Scientific inquiry into hydraulic fracturing in the Northern Territory
Scientific inquiry into hydraulic fracturing of unconventional reservoirs in the Northern Territory; Interim report into hydraulic fracturing; Final Report: Scientific Inquiry into Hydraulic Fracturing; Final Report Appendices: Scientific Inquiry into Hydraulic Fracturing; Draft Final Report : Scientific inquiry into hydraulic fracturing; Draft Final Report Appendices : Scientific inquiry into hydraulic fracturing; Summary of Draft Final Report : Scientific inquiry into hydraulic fracturing; Background and issues paper; Fracking implementation plan; Fracking implementation plan Parts 2 - Recommendations
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The report sets out the work undertaken by the Inquiry to date in assessing the impacts and risks associated with any potential onshore unconventional shale gas development in the Northern Territory. The report explains the method by which the Inquiry proposes to gather and then assess the evidence relevant to the issues that have been identified and discussed with the public. Where appropriate, the Interim Report makes some preliminary assessments about the likelihood of some of those risks eventuating as well as the methods to mitigate the risks. Finally, the report de4scribes the future work of the Inquiry that will be undertaken prior to the release of its draft Final Report by the end of the year.; Made available via the Publications (Legal Deposit) Act 2004 (NT).
The Inquiry is Chaired by Justice Rachel Pepper. The panel comprises 10 eminent scientists across a range of disciplines. Includes bibliographical references : pages 161-170. Publication spans 2017-2018; Made available via the Publications (Legal Deposit) Act 2004 (NT).
Executive summary -- Purpose of the Inquiry -- Work of the Inquiry to date -- Evidence and risk assessment methodology -- Summary of discussions at community forums and the revised list of issues -- Shale gas development and management -- Shale gas in Australia and the Northern Territory -- Water -- Land -- Greenhouse gas emissions -- Public health -- Aboriginal people and their culture -- Social impacts -- Economic impacts -- Regulatory reform -- Future work of the Inquiry -- Appendices 1-14
Gas wells -- Hydraulic fracturing; Coalbed methane -- Environmental aspects -- Northern Territory; Coalbed methane -- Economic aspects -- Northern Territory; Shale gas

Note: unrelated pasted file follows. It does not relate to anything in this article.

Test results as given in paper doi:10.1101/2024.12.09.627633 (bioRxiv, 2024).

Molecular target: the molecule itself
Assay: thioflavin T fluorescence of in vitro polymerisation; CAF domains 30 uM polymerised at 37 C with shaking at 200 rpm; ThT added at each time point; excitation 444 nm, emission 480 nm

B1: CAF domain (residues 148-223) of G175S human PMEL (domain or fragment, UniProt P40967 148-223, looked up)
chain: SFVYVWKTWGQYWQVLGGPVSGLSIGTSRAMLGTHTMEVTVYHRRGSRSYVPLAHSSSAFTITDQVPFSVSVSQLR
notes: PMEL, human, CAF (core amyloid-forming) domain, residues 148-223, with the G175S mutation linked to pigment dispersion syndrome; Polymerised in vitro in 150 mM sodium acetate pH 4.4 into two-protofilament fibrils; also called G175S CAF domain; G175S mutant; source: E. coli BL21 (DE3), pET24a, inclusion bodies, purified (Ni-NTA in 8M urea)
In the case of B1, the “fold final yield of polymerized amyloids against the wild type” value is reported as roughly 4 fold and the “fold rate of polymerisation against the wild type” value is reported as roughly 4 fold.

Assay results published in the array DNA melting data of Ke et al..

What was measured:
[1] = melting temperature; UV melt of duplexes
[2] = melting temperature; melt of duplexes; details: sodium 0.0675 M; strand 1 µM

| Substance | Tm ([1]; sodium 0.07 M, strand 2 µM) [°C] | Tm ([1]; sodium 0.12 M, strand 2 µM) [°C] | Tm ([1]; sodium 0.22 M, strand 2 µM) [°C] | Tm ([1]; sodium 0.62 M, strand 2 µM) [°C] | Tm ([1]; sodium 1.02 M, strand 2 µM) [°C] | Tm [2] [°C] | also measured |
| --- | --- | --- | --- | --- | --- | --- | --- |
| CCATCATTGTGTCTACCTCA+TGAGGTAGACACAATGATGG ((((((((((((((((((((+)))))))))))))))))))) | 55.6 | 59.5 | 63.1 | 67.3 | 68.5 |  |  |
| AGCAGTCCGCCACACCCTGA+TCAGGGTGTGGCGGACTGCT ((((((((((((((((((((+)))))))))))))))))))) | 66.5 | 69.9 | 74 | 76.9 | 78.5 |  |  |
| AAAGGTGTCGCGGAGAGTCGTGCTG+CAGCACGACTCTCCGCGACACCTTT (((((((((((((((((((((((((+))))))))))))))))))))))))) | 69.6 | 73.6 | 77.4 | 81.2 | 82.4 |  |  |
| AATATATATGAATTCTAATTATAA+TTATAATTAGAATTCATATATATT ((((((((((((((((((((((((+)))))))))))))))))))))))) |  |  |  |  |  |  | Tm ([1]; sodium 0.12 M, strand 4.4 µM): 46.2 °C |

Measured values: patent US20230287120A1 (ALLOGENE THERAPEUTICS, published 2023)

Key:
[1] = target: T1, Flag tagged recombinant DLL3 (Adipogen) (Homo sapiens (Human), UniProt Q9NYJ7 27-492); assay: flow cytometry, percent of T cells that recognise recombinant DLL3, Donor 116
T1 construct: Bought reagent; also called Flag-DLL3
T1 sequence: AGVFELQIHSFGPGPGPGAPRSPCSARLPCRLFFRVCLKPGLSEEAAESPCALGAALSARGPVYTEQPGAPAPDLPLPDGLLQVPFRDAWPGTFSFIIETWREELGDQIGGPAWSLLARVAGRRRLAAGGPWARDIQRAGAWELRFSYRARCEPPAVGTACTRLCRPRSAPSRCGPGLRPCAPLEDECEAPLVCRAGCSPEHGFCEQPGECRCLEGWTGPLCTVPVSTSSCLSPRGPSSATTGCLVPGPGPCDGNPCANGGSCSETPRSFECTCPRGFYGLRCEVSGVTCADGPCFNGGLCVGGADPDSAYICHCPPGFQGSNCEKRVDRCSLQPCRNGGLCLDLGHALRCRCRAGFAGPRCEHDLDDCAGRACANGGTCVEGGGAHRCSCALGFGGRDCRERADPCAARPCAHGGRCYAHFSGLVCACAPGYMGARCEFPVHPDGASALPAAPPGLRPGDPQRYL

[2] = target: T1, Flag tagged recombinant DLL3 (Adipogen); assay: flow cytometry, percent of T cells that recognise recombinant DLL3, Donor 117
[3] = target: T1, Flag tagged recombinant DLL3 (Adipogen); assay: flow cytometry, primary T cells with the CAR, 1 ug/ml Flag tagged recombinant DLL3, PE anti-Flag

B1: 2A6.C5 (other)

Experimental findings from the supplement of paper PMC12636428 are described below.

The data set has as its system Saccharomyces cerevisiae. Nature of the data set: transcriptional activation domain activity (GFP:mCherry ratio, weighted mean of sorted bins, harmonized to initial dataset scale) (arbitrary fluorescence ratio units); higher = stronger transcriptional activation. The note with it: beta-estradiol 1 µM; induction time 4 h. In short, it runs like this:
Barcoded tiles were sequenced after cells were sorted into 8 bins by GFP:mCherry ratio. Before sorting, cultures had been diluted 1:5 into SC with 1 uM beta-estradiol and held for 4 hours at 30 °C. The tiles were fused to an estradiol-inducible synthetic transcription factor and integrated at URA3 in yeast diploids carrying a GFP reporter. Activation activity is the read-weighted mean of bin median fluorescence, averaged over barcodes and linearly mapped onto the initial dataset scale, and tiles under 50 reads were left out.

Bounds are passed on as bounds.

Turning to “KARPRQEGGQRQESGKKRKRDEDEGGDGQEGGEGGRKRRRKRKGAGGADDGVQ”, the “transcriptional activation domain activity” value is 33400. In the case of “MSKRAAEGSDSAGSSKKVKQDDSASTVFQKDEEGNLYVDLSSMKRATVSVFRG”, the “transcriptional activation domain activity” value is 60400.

Hydraulic Fracturing Inquiry; Northern Territory Government
10 volumes : colour illustrations, colour maps ; 30 cm.
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https://hdl.handle.net/10070/444277; https://hdl.handle.net/10070/444275; https://hdl.handle.net/10070/444278; https://hdl.handle.net/10070/444280; https://hdl.handle.net/10070/444282; https://hdl.handle.net/10070/444284; https://hdl.handle.net/10070/444287; https://hdl.handle.net/10070/444290; https://hdl.handle.net/10070/444291
BACKGROUND AND ISSUES PAPER 20 February 2017 21 7.6. Social impacts The Panel is required to determine the social impact of the unconventional shale gas industry in the Northern Territory. The Panel has considered the most effective and efficient way to achieve this. An exhaustive assessment of the social impacts of the whole of the unconventional shale gas industry across the whole of the Northern Territory is not feasible in this Inquiry because: the footprint of a fully developed unconventional gas industry in the Northern Territory is currently unknown. Further exploration is required to understand the nature and extent of the resources and the infrastructure and workforce required to develop it; and no two communities in the Northern Territory are the same. Each community has its own unique community profile and will respond to the risks and benefits associated with development in a different way. The Panel will utilise a leading practice framework for the identification, assessment, and management of social impacts associated with the development of the unconventional shale gas industry in the Northern Territory. The Panel will use the example of a possible unconventional shale gas project in the Beetaloo Subbasin, which is where exploration is most advanced, as a case study to demonstrate how the framework could operate, including how risks are to be identified, assessed, and managed. The table below lists the possible social impacts associated with the hydraulic fracturing of onshore unconventional shale reservoirs and its associated activities in the Northern Territory. Value Risk Housing and rents There may be impacts on local housing, which may decrease or increase rents and house prices as a result of an increased population. Insurance There may be a risk that there will be an increase in insurance costs and liabilities of landowners, occupiers, and traditional owners. Health services There may be impacts on the local health system (hospitals, health services etc) as a result of an increased population, including that there may be increased health services in remote communities as a result of industrys presence. Education There may be an impact on the local education system as a result of an increased population. Infrastructure There may be an impact on infrastructure, such as roads, as a result of increased traffic. Livelihoods There may be an impact on peoples livelihoods. Long term benefits There may be a risk that the development of the industry will occur without short and long term benefits flowing to the local community. Community cohesion There may be an impact on community cohesion and resilience, particularly in relation to fly-in, fly-out workers. Crime There may be an increase in crime. Employment They may be an impact on local employment and skill levels.
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